Giant Hogweed

Giant Hogweed (Heracleum mantegazzianum). Can cause serious burning and blistering on skin by touching it, and blindness if you rub your eyes after touching it. Known also as Cartwheel-flower, Giant Cow Parsnip, Giant Cow Parsley. Basically, the plant looks like a super-monster version of the Queen Ann's Lace. Monstrous leaves, gigantic flowers. No surprise that three out of the four common names have the word "Giant" in front. The large green stems have reddish-purple blotches all over them, and there are course hairs in those blotches. It shows up in damp areas in openings where there are grassy areas, ditches, waste land, power line cuts, by marsh land, etc. Very important not to touch it, but if you do - do not rub your eyes as blindness can be the result.


Heracleum mantegazzianum range

Giant Hogweed (Heracleum mantegazzianum) range. Distribution map courtesy of U. S. Department of Agriculture (USDA Natural Resources Service) and used in accordance with their policies.


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Giant Hogweed (Heracleum mantegazzianum). What an amazing looking plant. (Jean-Pol GRANDMONT CC BY-SA 3.0)


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Giant Hogweed (Heracleum mantegazzianum) flower umbel. (By: huhu Uet CC BY-SA 3.0 Not permitted to upload this image to Facebook due to incompatibly with Facebook's licensing terms.)


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Giant Hogweed (Heracleum mantegazzianum). Young plant in April. (By: Spantax GNU Free Documentation License, Version 1.2)




Cow Parsnip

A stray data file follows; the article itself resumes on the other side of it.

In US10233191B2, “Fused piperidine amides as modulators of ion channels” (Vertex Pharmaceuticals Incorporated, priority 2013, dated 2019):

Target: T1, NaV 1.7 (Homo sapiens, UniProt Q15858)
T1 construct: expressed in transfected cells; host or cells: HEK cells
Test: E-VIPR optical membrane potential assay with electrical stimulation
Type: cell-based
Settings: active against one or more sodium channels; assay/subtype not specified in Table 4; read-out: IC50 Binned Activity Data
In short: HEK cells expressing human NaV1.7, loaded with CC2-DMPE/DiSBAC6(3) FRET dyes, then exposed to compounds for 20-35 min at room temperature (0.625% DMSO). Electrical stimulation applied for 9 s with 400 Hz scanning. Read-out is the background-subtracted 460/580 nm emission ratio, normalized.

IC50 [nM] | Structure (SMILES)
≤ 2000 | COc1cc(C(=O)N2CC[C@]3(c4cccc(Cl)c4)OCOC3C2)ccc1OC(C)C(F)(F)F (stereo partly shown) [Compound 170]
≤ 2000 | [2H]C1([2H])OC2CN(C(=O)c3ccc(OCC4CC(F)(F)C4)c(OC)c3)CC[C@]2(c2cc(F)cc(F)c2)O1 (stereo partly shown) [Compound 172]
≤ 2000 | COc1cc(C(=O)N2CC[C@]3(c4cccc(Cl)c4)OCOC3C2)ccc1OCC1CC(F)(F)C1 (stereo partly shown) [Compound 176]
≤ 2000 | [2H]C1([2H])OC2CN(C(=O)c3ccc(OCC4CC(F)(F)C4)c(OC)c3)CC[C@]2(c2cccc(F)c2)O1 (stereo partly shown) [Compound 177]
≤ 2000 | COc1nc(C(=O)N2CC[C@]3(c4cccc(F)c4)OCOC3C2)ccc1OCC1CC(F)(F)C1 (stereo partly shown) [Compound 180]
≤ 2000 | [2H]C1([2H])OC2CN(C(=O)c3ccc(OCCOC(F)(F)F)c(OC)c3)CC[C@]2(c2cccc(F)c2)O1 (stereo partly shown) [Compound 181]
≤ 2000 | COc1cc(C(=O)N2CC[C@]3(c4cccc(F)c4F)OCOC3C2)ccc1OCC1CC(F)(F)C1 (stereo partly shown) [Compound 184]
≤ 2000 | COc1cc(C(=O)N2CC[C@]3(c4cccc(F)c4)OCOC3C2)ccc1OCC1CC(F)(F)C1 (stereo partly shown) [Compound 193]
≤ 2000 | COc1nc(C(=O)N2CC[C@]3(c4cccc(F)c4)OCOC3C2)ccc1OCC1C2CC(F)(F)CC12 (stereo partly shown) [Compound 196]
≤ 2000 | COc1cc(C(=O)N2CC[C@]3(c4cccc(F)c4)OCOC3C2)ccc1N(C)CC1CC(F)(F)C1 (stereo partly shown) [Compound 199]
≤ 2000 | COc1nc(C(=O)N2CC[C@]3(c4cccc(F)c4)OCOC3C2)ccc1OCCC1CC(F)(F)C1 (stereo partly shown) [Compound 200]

Cow Parsnip (Heracleum maximum) - Can cause blistering of the skin, and make the skin very sensitive to light causing sunburns very rapidly. This is listed as an edible by some with proper processing, but I strongly suggest just avoiding it. Also, can easily be confused with the Giant Hogweed to the inexperienced.


Heracleum maximum

Cow Parsnip (Heracleum maximum) range. Distribution map courtesy of U. S. Department of Agriculture (USDA Natural Resources Service) and used in accordance with their policies.


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Cow Parsnip (Heracleum maximum) (By: Danielle Langlois, at Cap Bon-Ami in the Forillon National Park of Canada, Québec GNU Free Documentation License, Version 1.2)


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Cow Parsnip (Heracleum maximum). Note how the flowers are opening from the huge buds. (By: Dcrjsr CC BY-SA 3.0)


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Cow Parsnip (Heracleum maximum) flower. (By: Danielle Langlois, at Cap Bon-Ami in the Forillon National Park of Canada, Québec GNU Free Documentation License, Version 1.2))